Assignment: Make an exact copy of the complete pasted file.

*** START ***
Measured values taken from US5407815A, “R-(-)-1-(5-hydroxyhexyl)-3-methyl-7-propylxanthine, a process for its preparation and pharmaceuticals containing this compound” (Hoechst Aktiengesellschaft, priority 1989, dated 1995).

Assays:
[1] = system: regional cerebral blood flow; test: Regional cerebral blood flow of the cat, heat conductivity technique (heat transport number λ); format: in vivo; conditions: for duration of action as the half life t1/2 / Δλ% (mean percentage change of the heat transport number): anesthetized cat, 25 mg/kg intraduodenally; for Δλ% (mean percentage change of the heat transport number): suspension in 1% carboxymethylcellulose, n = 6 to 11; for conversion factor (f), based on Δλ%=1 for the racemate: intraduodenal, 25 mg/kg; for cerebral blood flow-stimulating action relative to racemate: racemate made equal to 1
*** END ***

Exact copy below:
Measured values taken from US5407815A, “R-(-)-1-(5-hydroxyhexyl)-3-methyl-7-propylxanthine, a process for its preparation and pharmaceuticals containing this compound” (Hoechst Aktiengesellschaft, priority 1989, dated 1995).

Assays:
[1] = system: regional cerebral blood flow; test: Regional cerebral blood flow of the cat, heat conductivity technique (heat transport number λ); format: in vivo; conditions: for duration of action as the half life t1/2 / Δλ% (mean percentage change of the heat transport number): anesthetized cat, 25 mg/kg intraduodenally; for Δλ% (mean percentage change of the heat transport number): suspension in 1% carboxymethylcellulose, n = 6 to 11; for conversion factor (f), based on Δλ%=1 for the racemate: intraduodenal, 25 mg/kg; for cerebral blood flow-stimulating action relative to racemate: racemate made equal to 1